Full Text Available The Micro Satellite Electric Propulsion System (MEPS program has been originated by the increasing need to provide a low-cost and low-power Electric Propulsion System (EPS for small satellites ( 92%, small size and weight and high reliability. Its functional modules and preliminary results obtained at breadboard level are also presented.

  16. Manned mars mission enhancements using Pratt & Whitney escort combined propulsion and power system

    Science.gov (United States)

    Joyner, Russell; Feller, Gerald J.

    1999-01-01

    The purpose of this paper is to describe the cost implications to manned Mars missions when a nuclear thermal combined propulsion and power unit is used for main propulsion and mission power. The paper uses a series of mission opportunities during the NASA DRM focus period and looks at how a NTR (Nuclear Thermal Rocket) can be used to increase the Mars mission payload delivery capability and mission flexibility across the entire mission spectrum. In propulsive mode, a nuclear reactor is used to heat hot hydrogen, which is expanded through a converging/diverging nozzle to generate thrust. Heat pickup in the nozzle and the radial beryllium reflectors is used to drive the turbomachinery in the ESCORT expander cycle. In electrical mode, the reactor is used to heat a mixture of helium and xenon to drive a closed-loop Brayton cycle in order to generate electrical energy. A Mars transportation system integrated performance methodology was developed to assess the sensitivity to weight, thrust and impulse to the Mars conjunction class mission requirements. Propellant tanks, propulsion system mass, shielding, and Brayton cycle power conversion unit requirements were included in this evaluation. This paper examines how the design characteristics of the ESCORT derivative propulsion and power system affect the mission payload capability and the earth launch vehicle design requirements. The same reactor design is also used for Mars surface power reactor, delivered as payload by the ESCORT derivative powered Mars transfer stage. Trade curves of mission mass and payload are presented.

  17. A One-year, Short-Stay Crewed Mars Mission Using Bimodal Nuclear Thermal Electric Propulsion (BNTEP) - A Preliminary Assessment

    Science.gov (United States)

    Burke, Laura M.; Borowski, Stanley K.; McCurdy, David R.; Packard, Thomas W.

    2013-01-01

    A crewed mission to Mars poses a significant challenge in dealing with the physiological issues that arise with the crew being exposed to a near zero-gravity environment as well as significant solar and galactic radiation for such a long duration. While long surface stay missions exceeding 500 days are the ultimate goal for human Mars exploration, short round trip, short surface stay missions could be an important intermediate step that would allow NASA to demonstrate technology as well as study the physiological effects on the crew. However, for a 1-year round trip mission, the outbound and inbound hyperbolic velocity at Earth and Mars can be very large resulting in a significant propellant requirement for a high thrust system like Nuclear Thermal Propulsion (NTP). Similarly, a low thrust Nuclear Electric Propulsion (NEP) system requires high electrical power levels (10 megawatts electric (MWe) or more), plus advanced power conversion technology to achieve the lower specific mass values needed for such a mission. A Bimodal Nuclear Thermal Electric Propulsion (BNTEP) system is examined here that uses three high thrust Bimodal Nuclear Thermal Rocket (BNTR) engines allowing short departure and capture maneuvers. The engines also generate electrical power that drives a low thrust Electric Propulsion (EP) system used for efficient interplanetary transit. This combined system can help reduce the total launch mass, system and operational requirements that would otherwise be required for equivalent NEP or Solar Electric Propulsion (SEP) mission. The BNTEP system is a hybrid propulsion concept where the BNTR reactors operate in two separate modes. During high-thrust mode operation, each BNTR provides 10's of kilo-Newtons of thrust at reasonably high specific impulse (Isp) of 900 seconds for impulsive transplanetary injection and orbital insertion maneuvers. When in power generation/EP mode, the BNTR reactors are coupled to a Brayton power conversion system allowing each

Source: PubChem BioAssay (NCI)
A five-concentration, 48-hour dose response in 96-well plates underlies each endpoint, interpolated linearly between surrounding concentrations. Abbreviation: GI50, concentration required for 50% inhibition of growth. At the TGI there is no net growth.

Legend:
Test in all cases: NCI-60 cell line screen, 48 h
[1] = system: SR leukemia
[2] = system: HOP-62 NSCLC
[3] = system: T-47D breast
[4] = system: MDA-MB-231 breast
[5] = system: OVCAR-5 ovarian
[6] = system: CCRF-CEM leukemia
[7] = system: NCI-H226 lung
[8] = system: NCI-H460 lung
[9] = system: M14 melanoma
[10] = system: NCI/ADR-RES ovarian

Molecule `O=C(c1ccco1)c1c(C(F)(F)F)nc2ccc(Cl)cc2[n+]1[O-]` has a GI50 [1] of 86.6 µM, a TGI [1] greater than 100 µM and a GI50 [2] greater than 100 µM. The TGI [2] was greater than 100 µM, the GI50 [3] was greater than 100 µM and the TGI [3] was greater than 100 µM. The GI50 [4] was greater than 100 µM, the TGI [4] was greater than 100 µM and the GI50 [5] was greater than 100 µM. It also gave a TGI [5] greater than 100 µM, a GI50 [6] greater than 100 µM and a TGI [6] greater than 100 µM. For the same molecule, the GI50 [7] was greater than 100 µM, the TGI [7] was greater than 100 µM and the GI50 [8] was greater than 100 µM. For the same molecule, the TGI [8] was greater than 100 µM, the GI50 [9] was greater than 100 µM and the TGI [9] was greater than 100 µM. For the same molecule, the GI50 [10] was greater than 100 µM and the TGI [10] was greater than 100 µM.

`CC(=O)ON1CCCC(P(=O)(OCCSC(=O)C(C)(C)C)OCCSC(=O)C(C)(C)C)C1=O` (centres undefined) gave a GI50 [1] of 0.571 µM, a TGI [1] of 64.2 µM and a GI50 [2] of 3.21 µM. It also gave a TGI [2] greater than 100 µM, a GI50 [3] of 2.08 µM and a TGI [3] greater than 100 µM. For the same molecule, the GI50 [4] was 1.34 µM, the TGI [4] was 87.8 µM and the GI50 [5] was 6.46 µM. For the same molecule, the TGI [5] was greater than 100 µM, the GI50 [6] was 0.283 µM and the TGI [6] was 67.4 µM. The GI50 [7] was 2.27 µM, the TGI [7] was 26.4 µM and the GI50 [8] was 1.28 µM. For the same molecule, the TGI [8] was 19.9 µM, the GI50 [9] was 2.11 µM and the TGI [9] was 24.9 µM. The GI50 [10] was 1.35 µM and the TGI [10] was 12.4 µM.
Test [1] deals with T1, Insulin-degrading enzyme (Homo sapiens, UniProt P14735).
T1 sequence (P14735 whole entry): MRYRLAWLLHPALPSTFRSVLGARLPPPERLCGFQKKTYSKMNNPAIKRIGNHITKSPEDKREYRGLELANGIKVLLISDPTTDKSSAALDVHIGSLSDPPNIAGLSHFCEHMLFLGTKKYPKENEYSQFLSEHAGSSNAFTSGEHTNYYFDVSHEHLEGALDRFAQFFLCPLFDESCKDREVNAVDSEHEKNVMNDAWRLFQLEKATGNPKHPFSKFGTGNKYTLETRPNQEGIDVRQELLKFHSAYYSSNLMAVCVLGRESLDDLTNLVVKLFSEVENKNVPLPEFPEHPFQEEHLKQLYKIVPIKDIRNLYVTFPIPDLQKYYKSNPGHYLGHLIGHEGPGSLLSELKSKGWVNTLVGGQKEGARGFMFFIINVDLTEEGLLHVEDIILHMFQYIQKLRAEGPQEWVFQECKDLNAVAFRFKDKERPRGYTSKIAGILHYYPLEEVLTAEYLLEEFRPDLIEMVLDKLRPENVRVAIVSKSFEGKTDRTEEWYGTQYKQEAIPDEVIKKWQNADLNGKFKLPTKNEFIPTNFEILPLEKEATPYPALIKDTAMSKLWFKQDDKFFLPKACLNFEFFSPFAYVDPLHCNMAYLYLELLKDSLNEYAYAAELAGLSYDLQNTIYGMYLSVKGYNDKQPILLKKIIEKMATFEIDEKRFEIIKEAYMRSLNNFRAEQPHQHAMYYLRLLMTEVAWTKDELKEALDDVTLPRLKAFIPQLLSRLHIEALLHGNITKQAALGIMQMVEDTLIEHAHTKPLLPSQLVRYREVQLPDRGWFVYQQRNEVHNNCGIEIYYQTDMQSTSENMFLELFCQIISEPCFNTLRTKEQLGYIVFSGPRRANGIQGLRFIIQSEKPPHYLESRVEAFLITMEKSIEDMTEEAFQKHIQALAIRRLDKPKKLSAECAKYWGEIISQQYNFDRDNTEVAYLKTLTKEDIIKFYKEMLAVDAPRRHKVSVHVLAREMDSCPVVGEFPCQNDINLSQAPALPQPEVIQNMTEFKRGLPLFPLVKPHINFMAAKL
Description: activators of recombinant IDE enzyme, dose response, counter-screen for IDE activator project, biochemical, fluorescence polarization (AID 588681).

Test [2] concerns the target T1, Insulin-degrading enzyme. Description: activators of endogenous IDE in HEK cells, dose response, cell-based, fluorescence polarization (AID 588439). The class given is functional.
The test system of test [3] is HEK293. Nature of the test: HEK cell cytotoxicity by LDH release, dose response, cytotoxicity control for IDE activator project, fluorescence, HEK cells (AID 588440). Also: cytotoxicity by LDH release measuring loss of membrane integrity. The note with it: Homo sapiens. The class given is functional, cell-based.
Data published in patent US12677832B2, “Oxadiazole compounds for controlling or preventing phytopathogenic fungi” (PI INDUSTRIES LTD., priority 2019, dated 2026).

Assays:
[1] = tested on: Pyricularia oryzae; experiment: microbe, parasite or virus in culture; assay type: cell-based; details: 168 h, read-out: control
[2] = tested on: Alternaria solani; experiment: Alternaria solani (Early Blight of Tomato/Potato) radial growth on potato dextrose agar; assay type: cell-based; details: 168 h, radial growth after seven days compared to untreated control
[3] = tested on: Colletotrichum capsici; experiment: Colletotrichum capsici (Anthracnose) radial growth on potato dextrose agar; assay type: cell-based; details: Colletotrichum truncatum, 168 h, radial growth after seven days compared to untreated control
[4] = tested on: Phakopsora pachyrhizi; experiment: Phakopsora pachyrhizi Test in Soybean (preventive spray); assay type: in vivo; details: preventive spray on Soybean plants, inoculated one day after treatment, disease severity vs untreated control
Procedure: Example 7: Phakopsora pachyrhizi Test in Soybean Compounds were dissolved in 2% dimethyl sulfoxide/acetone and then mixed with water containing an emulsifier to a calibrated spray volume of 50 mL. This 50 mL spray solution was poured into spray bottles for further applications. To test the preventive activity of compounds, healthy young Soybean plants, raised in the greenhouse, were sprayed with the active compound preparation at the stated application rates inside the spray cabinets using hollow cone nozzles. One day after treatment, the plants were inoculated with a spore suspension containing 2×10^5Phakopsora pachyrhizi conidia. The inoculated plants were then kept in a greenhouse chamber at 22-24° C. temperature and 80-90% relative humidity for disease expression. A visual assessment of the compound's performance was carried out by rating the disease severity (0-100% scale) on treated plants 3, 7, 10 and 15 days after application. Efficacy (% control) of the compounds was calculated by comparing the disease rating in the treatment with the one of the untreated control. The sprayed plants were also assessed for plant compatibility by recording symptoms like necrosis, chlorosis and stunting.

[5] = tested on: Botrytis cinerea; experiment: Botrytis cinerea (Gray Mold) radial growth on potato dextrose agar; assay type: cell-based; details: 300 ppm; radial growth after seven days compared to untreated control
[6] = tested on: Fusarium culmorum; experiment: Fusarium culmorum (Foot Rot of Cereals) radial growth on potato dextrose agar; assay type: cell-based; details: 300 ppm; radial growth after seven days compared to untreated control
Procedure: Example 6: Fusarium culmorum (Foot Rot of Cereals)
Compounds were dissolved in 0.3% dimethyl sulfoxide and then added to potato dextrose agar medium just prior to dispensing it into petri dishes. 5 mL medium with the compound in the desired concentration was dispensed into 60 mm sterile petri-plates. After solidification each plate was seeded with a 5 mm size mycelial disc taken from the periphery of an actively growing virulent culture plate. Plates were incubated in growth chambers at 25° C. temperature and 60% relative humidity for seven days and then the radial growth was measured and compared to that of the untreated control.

18. A One-year, Short-Stay Crewed Mars Mission Using Bimodal Nuclear Thermal Electric Propulsion (BNTEP) - A Preliminary Assessment

    Science.gov (United States)

    Burke, Laura A.; Borowski, Stanley K.; McCurdy, David R.; Packard, Thomas W.

    2013-01-01